Mutant of the Month

Credit: Anna Pelling and Kathryn Cheah

“Would it be of any use, now,” thought Alice, “to speak to this mouse? Everything is so out-of-the-way down here, that I should think very likely it can talk: at any rate there's no harm in trying.” So she began: “O Mouse, do you know any way out of this pool? I am very tired of swimming about here, O Mouse!” Unfortunately, Alice's query (as reported in Lewis Carroll's Alice's Adventures in Wonderland) would have fallen on the deaf ears of the yellow submarine mouse (Ysb). The mammalian inner ear comprises five regions important for balance and one for hearing. All these sensory regions require SOX2, a transcription factor that is essential for embryogenesis. Ysb mutant mice are defective in both balance and hearing (Nature 434, 1031–1035; 2005). The mammalian inner ear does not regenerate when hearing is lost due to damage to the sensory hair cells. But these deaf and dizzy mice may offer hope. Because Sox2 is a marker of neural stem cells and acts in sensory progenitor cell specification, it may be an important influence operating in embryonic stem cells when they differentiate into cells resembling the hair cells of the inner ear. MA

What's in a name?

The first annual Keystone Systems and Biology meeting was held jointly with the Proteomics and Bioinformatics conference in Keystone, Colorado, 8–13 April 2005. David Sabatini, Albert-László Barabási and Marc Vidal led this successful meeting of over 400 participants. Several years ago, Vidal and Barabási recognized the need for a conference bringing together the leaders from all relevant areas in the emerging field of systems biology (below), to facilitate interdisciplinary discussions and collaborations. They used the name 'Systems and Biology' to point out that the multidisciplinary efforts made in the name of systems biology do not represent a separate field in biology, but rather a new approach that will in time be recognized as integral to understanding biological systems. The discussion of the importance of names continued with respect to the names of departments, as participants expressed concern at belonging to departments with names that did not directly reflect their work. Others expressed concern that being a part of a 'Systems' department sowed confusion both internally and externally as to the wide scope of research included, as well as the impression that integration with biology departments could be fostered through more traditional departmental names. OB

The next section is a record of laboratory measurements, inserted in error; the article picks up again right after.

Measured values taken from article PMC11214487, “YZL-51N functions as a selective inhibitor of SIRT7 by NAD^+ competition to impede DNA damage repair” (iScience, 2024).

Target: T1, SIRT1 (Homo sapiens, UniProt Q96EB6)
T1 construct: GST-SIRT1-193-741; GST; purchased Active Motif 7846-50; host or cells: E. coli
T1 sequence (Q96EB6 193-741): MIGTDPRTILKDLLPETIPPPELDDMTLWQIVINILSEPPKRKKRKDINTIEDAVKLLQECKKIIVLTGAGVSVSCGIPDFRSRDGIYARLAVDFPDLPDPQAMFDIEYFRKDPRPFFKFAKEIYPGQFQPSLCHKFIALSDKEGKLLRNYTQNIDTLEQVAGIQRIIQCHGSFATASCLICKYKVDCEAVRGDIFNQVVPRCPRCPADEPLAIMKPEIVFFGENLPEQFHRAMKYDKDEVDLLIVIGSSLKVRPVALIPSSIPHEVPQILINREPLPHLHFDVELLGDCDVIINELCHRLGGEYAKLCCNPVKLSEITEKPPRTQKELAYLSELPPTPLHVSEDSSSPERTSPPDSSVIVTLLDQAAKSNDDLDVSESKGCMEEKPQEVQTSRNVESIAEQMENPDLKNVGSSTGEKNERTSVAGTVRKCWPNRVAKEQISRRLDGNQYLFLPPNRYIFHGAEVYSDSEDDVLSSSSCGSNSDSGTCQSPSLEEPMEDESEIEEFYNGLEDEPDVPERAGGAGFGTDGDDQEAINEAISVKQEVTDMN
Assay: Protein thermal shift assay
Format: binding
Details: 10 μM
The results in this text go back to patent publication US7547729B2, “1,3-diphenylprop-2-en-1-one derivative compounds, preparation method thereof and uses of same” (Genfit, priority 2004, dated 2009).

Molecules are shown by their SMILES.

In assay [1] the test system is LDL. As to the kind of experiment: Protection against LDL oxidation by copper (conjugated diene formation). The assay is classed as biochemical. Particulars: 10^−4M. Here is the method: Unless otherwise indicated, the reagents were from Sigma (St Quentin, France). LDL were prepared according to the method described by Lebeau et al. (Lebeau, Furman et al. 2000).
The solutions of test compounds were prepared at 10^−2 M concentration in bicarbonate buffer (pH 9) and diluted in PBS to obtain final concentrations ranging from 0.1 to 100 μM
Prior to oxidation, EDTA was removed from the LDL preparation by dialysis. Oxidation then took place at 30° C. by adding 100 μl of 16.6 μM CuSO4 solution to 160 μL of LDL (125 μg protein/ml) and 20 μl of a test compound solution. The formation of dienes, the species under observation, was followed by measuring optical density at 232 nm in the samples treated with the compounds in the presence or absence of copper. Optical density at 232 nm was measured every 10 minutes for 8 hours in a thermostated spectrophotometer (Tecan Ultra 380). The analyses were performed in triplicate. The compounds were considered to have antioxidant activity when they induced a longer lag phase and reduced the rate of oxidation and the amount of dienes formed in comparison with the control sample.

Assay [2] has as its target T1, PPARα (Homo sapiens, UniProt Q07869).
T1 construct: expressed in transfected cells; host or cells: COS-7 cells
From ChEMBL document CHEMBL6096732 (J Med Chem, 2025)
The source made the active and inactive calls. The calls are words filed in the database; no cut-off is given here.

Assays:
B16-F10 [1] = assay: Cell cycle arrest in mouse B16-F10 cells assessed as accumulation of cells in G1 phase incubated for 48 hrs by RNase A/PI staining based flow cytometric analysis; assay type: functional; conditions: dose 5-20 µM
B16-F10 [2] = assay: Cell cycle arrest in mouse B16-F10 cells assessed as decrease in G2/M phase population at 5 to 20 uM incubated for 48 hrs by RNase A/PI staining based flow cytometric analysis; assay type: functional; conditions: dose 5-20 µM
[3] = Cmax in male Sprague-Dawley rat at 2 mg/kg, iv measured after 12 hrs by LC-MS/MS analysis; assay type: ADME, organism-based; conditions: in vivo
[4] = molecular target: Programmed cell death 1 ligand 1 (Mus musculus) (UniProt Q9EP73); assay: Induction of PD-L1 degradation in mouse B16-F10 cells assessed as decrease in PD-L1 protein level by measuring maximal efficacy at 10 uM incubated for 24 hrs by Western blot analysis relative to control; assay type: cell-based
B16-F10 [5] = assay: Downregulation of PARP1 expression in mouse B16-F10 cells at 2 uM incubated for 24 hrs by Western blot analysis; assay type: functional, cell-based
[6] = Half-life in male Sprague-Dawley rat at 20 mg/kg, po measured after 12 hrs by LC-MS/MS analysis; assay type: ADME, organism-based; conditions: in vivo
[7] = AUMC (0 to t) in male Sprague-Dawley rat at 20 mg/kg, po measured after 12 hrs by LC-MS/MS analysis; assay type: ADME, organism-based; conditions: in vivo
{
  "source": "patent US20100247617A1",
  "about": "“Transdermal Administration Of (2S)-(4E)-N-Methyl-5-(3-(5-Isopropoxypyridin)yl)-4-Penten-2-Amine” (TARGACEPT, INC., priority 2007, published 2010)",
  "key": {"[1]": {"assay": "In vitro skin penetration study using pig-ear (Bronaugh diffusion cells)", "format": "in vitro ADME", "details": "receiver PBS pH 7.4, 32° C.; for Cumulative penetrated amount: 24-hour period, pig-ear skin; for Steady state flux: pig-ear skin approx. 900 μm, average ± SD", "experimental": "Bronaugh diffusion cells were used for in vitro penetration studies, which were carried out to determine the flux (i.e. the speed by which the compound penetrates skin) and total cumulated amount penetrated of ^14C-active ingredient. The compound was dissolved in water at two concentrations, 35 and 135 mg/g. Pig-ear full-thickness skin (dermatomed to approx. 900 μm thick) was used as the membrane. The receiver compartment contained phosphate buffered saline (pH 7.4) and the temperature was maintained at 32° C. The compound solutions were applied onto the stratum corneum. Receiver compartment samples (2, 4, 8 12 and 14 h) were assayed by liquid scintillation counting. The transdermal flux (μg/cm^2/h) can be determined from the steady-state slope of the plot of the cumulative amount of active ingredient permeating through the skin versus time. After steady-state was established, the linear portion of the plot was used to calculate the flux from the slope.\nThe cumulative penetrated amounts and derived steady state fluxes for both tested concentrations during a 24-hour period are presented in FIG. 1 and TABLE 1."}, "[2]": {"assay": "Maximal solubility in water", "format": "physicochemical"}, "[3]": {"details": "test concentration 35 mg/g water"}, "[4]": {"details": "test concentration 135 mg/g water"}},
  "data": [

How we got here

National Geographic, IBM, the Waitt Family Foundation and population geneticist Spencer Wells recently announced The Genographic Project, a five-year effort to collect DNA from hundreds of thousands of individuals (including indigenous populations) for the purpose of creating a global database of human genetic variation, anthropology and migratory patterns. Wells, known for his work on Y chromosome diversity in central Asian populations and his book The Journey of Man, will conduct the field research with a group of investigators at 10 research centers around the world. The central scientific goal is to fill in the gaps of our migratory history, and the project is being described as a collaboration with indigenous populations, as their DNA holds many of the secrets of human prehistory. The general public is invited to participate as well—for $99 you can submit a cheek swab sample and learn about your ancestors' own migratory history. Proceeds from the sale of the participation kits will fund a legacy project to support education and cultural preservation projects among the indigenous groups. More information can be found at http://www3.nationalgeographic.com/genographic/. AP

Credit: Cartoon by Sean Taverna

Touching Base written by Myles Axton, Orli Bahcall and Alan Packer.